Post-Election Stock Market Outlook: Don’t Panic
This commentary was written the day before our national election. Regardless of the outcome, here is some time-tested counsel: Don’t panic.
If your preferred candidates didn’t win, don’t run to the sidelines. In my 30 years of working with investors, I’ve seen investors bail on the market when their candidates lost, and it hurt their long-term returns. I witnessed it when President Bill Clinton was elected. When President George W. Bush was elected. When President Barack Obama was elected. And when President Donald Trump was elected. Investing on political bias has not been a winning strategy.
Yes, you can make money if you only invest when a Democrat is president or only when a Republican is president. But as the chart from the investment firm First Trust attests, you will make a lot more money if just let the magic of compounding do its work.
Source: Standard & Poor’s via First Trust Advisors, 1949 – Q3 2020
There are many more factors that drive market performance than who sits in the White House or controls Congress. In the short-term, numerous narratives may drive investors’ moods and actions. But over the long run, valuations and fundamentals win out.
Over the years, I have been called an optimist, but I’ve also been called a contrarian. It’s probably a bit nature and a bit nurture. It’s partly how I’m wired, but I’m sure it’s also because of my training, which includes looking up to and learning from past great investors such as Sir John Templeton.
Click here to learn more about Templeton, including these valuable nuggets:
Indispensable wisdom: “Buy at the point of maximum pessimism; sell at the point of maximum optimism.”
Money quote: “If you buy the same securities everyone else is buying, you will have the same results as everyone else.”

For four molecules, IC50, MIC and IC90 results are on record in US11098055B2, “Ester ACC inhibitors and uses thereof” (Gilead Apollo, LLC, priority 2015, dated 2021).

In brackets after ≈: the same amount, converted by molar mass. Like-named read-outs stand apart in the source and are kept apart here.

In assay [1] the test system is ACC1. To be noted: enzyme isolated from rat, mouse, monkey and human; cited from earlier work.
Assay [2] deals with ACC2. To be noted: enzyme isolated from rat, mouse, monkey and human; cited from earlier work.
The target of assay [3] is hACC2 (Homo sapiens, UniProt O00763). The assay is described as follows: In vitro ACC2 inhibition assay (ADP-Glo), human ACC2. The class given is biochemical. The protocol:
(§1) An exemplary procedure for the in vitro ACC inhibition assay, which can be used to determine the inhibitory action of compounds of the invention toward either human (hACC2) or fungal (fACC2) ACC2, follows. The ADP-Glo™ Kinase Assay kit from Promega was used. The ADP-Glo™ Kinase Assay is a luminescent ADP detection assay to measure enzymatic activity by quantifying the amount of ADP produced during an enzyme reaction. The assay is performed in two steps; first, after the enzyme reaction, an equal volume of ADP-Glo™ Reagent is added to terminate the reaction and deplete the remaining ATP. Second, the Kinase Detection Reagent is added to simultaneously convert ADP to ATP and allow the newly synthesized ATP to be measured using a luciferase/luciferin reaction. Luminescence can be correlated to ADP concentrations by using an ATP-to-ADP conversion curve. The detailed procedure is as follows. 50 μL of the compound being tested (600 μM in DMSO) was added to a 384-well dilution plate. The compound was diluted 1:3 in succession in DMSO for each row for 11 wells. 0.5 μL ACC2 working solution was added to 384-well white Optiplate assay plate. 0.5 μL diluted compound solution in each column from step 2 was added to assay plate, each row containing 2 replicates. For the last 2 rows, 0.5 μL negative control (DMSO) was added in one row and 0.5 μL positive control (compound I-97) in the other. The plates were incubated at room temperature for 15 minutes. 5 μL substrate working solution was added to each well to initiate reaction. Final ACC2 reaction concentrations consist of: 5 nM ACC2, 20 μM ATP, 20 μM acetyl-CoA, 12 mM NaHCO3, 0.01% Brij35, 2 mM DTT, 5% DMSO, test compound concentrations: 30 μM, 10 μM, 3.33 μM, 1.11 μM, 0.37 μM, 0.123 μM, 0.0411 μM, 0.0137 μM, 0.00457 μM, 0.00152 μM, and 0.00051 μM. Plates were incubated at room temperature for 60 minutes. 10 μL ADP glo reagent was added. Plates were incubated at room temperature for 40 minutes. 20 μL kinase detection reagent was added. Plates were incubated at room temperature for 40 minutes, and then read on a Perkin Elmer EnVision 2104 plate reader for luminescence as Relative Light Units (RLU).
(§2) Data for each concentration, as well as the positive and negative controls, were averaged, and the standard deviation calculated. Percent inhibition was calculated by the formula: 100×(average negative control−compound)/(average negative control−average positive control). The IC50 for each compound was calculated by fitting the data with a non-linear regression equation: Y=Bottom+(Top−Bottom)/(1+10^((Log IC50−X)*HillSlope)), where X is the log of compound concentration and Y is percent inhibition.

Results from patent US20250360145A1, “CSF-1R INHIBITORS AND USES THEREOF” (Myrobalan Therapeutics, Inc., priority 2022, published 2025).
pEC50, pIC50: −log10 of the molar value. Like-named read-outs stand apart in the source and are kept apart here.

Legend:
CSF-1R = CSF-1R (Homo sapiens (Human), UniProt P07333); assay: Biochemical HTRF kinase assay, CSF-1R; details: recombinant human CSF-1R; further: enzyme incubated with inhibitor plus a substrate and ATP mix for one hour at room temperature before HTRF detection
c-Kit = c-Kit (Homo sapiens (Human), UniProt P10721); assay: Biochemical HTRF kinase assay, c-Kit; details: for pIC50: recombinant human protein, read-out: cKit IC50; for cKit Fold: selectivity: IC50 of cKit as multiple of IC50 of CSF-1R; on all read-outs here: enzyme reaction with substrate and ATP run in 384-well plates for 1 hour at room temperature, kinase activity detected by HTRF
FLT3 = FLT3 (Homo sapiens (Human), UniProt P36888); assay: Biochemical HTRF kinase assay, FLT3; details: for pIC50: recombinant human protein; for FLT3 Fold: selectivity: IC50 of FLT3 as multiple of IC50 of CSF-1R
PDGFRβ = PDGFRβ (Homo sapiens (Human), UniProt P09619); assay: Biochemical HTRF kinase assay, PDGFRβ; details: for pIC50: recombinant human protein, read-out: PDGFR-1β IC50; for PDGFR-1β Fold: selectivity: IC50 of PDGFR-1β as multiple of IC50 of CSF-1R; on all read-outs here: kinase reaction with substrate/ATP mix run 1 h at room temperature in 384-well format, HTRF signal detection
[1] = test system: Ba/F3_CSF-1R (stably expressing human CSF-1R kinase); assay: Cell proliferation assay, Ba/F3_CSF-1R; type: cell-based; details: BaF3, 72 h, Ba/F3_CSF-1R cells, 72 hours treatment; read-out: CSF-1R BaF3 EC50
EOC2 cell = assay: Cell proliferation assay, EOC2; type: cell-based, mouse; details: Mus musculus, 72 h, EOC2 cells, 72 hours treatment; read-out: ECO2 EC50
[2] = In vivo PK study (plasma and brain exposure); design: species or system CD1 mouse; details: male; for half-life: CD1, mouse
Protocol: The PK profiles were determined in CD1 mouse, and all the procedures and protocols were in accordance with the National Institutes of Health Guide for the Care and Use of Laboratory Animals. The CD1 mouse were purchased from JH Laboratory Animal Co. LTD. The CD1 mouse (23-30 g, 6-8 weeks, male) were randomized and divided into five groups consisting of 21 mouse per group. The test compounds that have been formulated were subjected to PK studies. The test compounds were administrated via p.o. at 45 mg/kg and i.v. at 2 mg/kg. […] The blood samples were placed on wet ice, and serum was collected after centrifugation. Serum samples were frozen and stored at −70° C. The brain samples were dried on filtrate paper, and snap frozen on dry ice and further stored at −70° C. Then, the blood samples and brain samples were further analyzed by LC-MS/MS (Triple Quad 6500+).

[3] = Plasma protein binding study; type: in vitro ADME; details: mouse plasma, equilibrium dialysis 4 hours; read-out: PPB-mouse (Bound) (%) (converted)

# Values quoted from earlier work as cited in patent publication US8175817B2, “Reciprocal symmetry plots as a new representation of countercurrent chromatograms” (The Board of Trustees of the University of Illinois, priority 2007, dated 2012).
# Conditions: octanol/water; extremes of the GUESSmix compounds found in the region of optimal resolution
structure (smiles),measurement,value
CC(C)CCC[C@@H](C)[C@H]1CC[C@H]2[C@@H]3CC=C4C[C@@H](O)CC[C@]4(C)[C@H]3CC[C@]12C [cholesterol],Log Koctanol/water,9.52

I also recognize that from an investment management standpoint, believing in the power of the markets, diversifying, and not buying expensive stuff are keys to long-term success. However, I know from an investment counselor standpoint that the biggest obstacle for individual investor success often boils down to the relationship between greed and fear.
I’d like to close with another quote from the great contemporary financial writer Morgan Housel, who came out with a book earlier this fall that I’m sure will find its way into the Christmas stockings of many investors.
“If someone says that they think everything is always going to be okay, that’s not an optimist. That’s being complacent, whereas a real optimist is someone who understands that the short run is always going to be a mess, always going to be a disaster, both for you and other people, constantly running into problems, running into setbacks, but those things do not preclude long-term growth. And that, to me, is the real optimist.”
Stay balanced and be well.
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